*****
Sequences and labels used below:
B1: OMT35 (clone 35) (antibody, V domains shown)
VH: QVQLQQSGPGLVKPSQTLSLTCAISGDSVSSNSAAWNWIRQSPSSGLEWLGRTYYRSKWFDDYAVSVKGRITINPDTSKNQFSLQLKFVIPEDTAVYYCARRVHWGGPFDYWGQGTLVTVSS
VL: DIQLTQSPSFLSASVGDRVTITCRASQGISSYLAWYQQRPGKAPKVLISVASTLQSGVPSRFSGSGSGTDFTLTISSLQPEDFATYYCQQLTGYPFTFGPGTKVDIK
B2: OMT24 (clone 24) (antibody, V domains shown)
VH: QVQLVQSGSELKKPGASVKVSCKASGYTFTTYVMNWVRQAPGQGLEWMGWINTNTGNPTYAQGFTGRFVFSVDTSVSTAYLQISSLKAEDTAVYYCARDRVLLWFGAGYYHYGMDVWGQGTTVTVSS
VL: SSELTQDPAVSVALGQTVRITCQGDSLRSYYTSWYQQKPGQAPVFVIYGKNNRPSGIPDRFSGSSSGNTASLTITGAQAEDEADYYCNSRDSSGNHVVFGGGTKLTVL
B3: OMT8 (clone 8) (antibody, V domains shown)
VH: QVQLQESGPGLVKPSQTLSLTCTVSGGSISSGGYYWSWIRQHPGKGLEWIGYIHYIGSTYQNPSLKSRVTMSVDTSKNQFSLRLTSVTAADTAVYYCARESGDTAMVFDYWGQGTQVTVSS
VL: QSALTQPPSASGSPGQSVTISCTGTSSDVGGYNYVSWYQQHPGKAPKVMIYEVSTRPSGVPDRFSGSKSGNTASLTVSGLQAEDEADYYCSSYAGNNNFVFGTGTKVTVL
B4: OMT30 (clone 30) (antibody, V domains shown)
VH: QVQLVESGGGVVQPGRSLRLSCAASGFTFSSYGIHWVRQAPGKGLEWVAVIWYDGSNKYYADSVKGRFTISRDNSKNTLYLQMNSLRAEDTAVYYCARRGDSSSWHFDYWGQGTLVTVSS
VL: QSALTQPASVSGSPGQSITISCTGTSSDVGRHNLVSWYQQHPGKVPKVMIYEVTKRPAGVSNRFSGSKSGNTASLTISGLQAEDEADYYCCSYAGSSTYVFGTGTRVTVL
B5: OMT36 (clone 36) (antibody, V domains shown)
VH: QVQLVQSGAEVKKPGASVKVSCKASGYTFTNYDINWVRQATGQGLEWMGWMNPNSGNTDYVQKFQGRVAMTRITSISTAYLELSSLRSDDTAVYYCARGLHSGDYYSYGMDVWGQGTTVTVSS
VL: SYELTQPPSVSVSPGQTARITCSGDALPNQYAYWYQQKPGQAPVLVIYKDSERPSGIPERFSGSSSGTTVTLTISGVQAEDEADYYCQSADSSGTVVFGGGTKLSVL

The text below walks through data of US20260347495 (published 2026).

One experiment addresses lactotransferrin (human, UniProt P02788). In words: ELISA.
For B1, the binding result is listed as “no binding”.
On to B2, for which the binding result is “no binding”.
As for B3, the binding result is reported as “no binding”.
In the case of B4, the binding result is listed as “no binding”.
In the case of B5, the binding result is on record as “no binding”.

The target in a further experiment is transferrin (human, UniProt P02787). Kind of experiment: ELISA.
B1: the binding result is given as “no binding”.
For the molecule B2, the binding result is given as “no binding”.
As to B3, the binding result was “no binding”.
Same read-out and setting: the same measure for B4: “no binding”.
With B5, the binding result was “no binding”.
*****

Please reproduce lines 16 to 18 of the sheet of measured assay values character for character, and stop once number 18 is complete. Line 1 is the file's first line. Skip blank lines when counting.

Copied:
VL: SYELTQPPSVSVSPGQTARITCSGDALPNQYAYWYQQKPGQAPVLVIYKDSERPSGIPERFSGSSSGTTVTLTISGVQAEDEADYYCQSADSSGTVVFGGGTKLSVL

The text below walks through data of US20260347495 (published 2026).

One experiment addresses lactotransferrin (human, UniProt P02788). In words: ELISA.